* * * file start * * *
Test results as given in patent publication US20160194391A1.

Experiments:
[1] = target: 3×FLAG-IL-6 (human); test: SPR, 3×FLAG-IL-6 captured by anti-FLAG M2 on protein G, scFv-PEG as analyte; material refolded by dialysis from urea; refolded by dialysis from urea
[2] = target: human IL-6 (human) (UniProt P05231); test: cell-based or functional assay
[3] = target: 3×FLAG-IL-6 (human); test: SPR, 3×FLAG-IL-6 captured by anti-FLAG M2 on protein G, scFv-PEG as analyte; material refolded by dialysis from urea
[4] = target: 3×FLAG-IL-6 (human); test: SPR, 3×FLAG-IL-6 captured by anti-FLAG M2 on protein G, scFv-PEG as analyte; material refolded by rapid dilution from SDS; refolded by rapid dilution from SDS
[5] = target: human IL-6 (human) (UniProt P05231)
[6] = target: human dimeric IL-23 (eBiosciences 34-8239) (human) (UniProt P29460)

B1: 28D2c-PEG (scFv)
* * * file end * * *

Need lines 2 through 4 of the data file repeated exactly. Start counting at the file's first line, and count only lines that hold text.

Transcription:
Experiments:
[1] = target: 3×FLAG-IL-6 (human); test: SPR, 3×FLAG-IL-6 captured by anti-FLAG M2 on protein G, scFv-PEG as analyte; material refolded by dialysis from urea; refolded by dialysis from urea
[2] = target: human IL-6 (human) (UniProt P05231); test: cell-based or functional assay